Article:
The Gods were laughing at us as the Climate Change talks finished up in Copenhagen.
The temperature kept dropping and heavy snow fell not just over Denmark, but over northern Europe and the United States. That's a pic I took of the 'Hopenhagen' globe that hosted various events just before I boarded a night-train back home to Ireland.
Oxfam described the deal as a 'Cop-out', and as a 'triumph of spin over substance'. Sure there is a mention of the need to keep world's temperature increase to under 2 degrees, and a fund of $100 billion is mentioned, but that's a goal, not a commitment.
I'm beginning to think of the Climate Change issue as being similar to the layers of an onion. The outer layer consists of the need to convince people that the world is warming. Given the amount of conspiracy theorists out there, combined with some poor academic standards from the boffins at the University of East Anglia, a lot more work is necessary to argue the science in a clear level-headed way.
The second challenge is to adopt the two degree target. Some countries, particularly the more vulnerable ones are arguing that the limit should be lower - 1.5 degrees, and the debate over the limiting the average temperature increase isn't fully resolved.
That brings us on the 'parts per million' (ppm) argument. That's a measurement of how many ppm of carbon dioxide we wish to limit emissions at. Bill McKibben from 350.org was lobbying hard for a limit of 350ppm, and we're currently at 387ppm, so that would involve significant reductions. Charles David Keeling's pioneering work at Mauna Loa Observatory in Hawaii showed how levels of carbon dioxide have risen rapidly over the last fifty years as illustrated in the Keeling Curve.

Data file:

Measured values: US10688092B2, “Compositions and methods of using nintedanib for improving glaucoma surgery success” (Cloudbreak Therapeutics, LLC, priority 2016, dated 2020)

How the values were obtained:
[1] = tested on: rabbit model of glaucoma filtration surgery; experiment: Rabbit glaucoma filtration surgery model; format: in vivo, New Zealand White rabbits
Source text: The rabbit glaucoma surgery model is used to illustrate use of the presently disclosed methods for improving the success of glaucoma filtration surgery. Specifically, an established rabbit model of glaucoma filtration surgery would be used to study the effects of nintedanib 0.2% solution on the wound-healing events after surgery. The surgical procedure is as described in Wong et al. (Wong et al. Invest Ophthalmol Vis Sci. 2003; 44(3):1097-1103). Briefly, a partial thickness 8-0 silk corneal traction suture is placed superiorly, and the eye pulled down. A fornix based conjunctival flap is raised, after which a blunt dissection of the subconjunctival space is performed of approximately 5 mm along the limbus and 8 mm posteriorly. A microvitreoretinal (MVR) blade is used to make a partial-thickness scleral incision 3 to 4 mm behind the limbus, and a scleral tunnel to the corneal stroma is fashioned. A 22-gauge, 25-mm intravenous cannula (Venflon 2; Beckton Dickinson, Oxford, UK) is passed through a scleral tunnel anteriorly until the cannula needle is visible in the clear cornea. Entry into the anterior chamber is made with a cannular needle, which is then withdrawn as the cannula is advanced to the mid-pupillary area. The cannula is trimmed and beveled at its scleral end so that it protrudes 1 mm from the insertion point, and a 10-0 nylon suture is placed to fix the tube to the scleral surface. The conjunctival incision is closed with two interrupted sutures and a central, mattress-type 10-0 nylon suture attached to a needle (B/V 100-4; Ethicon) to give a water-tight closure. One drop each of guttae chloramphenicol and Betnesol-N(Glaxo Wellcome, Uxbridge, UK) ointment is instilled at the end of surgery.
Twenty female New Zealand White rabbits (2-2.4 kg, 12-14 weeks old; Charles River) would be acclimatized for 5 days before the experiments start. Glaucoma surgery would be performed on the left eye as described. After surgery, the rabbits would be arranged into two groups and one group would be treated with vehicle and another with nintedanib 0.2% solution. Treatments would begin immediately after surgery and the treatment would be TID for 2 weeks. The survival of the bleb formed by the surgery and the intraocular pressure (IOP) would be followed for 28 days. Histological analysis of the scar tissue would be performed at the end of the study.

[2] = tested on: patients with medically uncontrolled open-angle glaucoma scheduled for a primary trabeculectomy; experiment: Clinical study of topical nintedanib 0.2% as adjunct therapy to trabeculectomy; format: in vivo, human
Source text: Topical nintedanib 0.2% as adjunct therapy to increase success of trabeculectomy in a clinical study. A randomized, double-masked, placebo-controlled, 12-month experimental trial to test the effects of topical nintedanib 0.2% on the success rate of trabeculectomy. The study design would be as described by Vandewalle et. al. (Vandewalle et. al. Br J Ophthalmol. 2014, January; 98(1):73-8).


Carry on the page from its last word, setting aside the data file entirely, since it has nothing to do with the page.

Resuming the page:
Given that different countries have varying levels of emissions per capita the principle of 'contraction and convergence' encapsulates a sensible approach to lowering global emissions. The more developed countries need to reduce their emissions and the developing countries should be allowed to increase emissions, ultimately resulting in the same level in all countries that would stabilise average global temperatures.
Ireland's emissions increased dramatically during the Tiger years to between eleven and seventeen tonnes per head of population depending on the source you use, highr than most other countries. That's why we set a target of reducing emissions by around 3% per year in the Programme for Government, and we're bring forward a Climate Change Bill to ensure that all branches of Government play their part in achieving this.
Government policies can help to limit emissions. We've changed the road tax regime so you pay €100 per year on a cleaner vehicle and €2000 for a high-polluter. We've also racked up the building regulations by 40% and intend to go further in a couple of years time. Home energy grants help encourage people to upgrade their home and save money on heating and emissions. The new carbon levy at €15 per tonne will help motivate people to reduce emissions
At the heart of the onion is the way we live our lives. Government must provide carrots as well as sticks to help us change our ways. A lot of the side-events that I attended in Copenhagen were focussed on low-carbon jobs and I'm fairly confident that much of the new jobs in Ireland will come from solutions that help limit emissions in energy, agriculture, construction and transport.
The journey back from Copenhagen was a slow one. I seem to have been luck enough to have caught one of the few Eurostars that made it through from Brussels to London on Saturday, but all the trains were delayed. I met a great guy from Nobber, Co. Meath on the night-boat on his way back from selling christmas trees in England. His last name was Gogarty and we joked about how between the sound-bites from James Gogarty a few years ago and Paul Gogarty in the last few weeks, he couldn't open his mouth without people expecting colourful language.
The Copenhagen process will continue, with another Conference of the Parties (COP16) scheduled for Mexico next December. Hopefully by then we'll have more commitments on the table from China, the United States and other pivitol countries so that meaningful action can take place to tackle the challenge of our changing climate.